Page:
A year and a half ago, as I was just beginning to shift my grocery spending toward local and organic products, I attended an intro to couponing class at my church. The teacher began by displaying many of the products she's gotten for free or almost free using coupons: boxed dinners, canned foods, LOTS of personal care products.
As the class continued, experienced couponers in the audience began tossing out comments and suggstions:
"My price limit for cereal is $0.50 a box."
"I haven't paid for toothpaste in years. You can always get that for free."
"You have to be willing to drive to lots of stores. You can't just go to one store and expect to save money."
At the end of the meeting, I asked the teacher (a friend of mine) how much she thinks she saves using coupons. She replied that she typically spends $300 to $350 a month to feed her family of four. Leaving the meeting, I asked another couponing friend, who reported that she spends around $250. My stomach felt sick. Anyone who follows my personal blog knows that I spend between $600 and $700 a month to feed my family of five all organic or locally produced products (including personal care products).
Since that class, I've had the same experience many many times where I've wriggled uncomfortably in my seat while my friends discuss how much money they've saved using coupons or shopping sales. I've listened to my friends swap tips for saving money on their grocery bills, and I've heard the speech over and over about how food is a great place to cut back and save when times are tough.
For a long time, those conversations made me feel ridiculous. I've been looking for ways to add more money to my grocery budget. I pay twice as much as most people for toothpaste, and I never get it for free. I'm trying to drive to fewer grocery stores, not more. I rarely ever find coupons for the products I want.
I've often wondered how I can compete with the message of the coupon shoppers: "If you shop the way I do, your grocery bill will go down by $150 a month" when if you shop the way I do, your grocery bill will go up by $150 a month.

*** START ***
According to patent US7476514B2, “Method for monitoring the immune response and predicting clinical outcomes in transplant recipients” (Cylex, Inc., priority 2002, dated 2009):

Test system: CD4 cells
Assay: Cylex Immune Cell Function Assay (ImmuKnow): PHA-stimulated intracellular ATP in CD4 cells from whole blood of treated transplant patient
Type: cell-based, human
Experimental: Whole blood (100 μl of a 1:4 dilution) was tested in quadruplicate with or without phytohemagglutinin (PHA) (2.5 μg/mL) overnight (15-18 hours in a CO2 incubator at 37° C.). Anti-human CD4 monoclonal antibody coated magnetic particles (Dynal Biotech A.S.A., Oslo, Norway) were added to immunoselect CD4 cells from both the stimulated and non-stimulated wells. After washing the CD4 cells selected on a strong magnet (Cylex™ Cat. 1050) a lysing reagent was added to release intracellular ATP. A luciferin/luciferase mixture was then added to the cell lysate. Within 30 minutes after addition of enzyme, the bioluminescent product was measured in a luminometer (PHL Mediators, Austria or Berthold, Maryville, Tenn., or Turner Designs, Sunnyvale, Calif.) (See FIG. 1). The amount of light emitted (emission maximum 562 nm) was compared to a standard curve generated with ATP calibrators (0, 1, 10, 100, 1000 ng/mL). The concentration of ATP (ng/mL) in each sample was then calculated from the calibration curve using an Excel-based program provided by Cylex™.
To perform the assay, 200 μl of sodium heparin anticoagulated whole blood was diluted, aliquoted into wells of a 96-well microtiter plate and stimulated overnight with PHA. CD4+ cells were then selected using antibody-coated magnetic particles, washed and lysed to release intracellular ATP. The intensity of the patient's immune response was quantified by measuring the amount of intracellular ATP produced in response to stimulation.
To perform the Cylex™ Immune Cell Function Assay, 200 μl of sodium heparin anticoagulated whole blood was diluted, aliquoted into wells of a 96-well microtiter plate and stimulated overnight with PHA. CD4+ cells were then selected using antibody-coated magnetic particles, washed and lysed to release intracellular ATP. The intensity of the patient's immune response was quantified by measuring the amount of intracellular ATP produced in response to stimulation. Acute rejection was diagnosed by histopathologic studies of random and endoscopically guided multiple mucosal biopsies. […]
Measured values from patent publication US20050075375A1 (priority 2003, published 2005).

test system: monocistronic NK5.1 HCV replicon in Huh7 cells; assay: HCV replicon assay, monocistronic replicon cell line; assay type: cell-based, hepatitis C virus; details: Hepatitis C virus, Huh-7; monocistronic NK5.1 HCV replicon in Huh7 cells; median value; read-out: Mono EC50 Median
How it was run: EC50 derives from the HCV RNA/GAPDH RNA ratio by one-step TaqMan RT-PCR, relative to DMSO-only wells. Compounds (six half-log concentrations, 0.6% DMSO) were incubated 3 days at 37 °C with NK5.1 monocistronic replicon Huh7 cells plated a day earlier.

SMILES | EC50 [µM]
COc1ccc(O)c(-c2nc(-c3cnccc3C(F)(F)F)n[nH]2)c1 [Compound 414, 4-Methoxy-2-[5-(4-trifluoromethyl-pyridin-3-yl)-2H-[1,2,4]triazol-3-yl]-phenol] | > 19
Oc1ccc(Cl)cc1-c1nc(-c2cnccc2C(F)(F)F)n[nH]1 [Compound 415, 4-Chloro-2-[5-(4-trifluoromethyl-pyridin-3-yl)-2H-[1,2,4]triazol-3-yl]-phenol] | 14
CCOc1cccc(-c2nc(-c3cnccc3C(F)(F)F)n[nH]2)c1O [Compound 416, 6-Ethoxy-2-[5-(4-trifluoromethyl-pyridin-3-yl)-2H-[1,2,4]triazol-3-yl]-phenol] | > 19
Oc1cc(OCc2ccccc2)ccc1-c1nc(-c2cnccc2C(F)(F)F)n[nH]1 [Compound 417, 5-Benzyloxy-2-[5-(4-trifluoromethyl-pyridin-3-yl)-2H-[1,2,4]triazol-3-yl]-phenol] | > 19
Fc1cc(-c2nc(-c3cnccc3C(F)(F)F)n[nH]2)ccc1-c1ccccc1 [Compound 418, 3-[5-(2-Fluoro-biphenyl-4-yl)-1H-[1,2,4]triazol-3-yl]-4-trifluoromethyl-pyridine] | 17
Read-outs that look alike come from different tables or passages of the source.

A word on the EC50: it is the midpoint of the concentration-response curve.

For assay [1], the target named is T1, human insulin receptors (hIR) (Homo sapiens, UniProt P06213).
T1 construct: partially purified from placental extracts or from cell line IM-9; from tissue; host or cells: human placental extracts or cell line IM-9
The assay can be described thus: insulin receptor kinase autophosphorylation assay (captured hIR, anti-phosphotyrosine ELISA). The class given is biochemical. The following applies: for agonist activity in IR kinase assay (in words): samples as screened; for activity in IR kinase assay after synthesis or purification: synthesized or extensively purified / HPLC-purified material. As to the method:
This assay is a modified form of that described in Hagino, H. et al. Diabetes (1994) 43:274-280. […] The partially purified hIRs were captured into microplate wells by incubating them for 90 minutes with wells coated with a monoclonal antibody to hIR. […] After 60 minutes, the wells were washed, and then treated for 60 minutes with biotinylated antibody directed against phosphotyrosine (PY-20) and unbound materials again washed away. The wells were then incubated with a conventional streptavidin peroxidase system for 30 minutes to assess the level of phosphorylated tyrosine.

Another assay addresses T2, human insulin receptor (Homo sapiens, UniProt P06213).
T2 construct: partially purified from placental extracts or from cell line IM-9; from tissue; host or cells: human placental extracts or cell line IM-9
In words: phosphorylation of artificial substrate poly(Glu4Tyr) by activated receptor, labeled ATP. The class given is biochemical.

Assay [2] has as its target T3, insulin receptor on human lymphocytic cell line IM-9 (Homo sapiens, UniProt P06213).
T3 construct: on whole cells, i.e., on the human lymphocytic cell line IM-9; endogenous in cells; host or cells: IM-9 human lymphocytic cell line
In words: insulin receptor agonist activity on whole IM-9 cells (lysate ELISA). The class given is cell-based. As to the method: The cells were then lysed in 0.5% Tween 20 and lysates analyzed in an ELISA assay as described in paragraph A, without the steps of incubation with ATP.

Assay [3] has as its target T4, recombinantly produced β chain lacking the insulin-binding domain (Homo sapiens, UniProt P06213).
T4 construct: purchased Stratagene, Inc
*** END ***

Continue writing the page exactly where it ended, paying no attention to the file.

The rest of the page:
But lately, I've been looking at it like this:
- If you shop the way I do, you will avoid eating potentially harmful pesticides, hormones, and antibiotics.
- If you shop the way I do, you will help keep chemical pesticides and fertilizers out of our water supply
- If you shop the way I do, your food will taste better because it wasn't shipped from far away or grown out of season.
- If you shop the way I do, you'll support small local farmers and help diversify the food supply.
- If you shop the way I do, your family will eat lots of fresh produce, meat, and dairy, rather than processed, highly-packaged food.
- If you shop the way I do, you'll produce less trash.
A few weeks ago, I asked how you decide between packaging and price. When I was preparing to write that post, my husband and I discussed the package-wrapped-but-cheaper pasta from Trader Joes, and I said, "If I know I can save money, shouldn't I do it? Shouldn't I pick the Trader Joes pasta? Shouldn't I buy the organic milk and eggs from Whole Foods instead of the more expensive local milk and eggs? It would be nice to have that extra money!"
And my husband said something that I think is infinitely wise: "If we are in a situation where we need the money, then we'll make some changes. But right now we're doing fine."
It's probably true that many people need to save a lot of money on their grocery bills. But it's also true that many of us don't. Many of us could cut back in other ways without cutting back on food, and I think that if we can support local and sustainable food production, we should.
What do you think?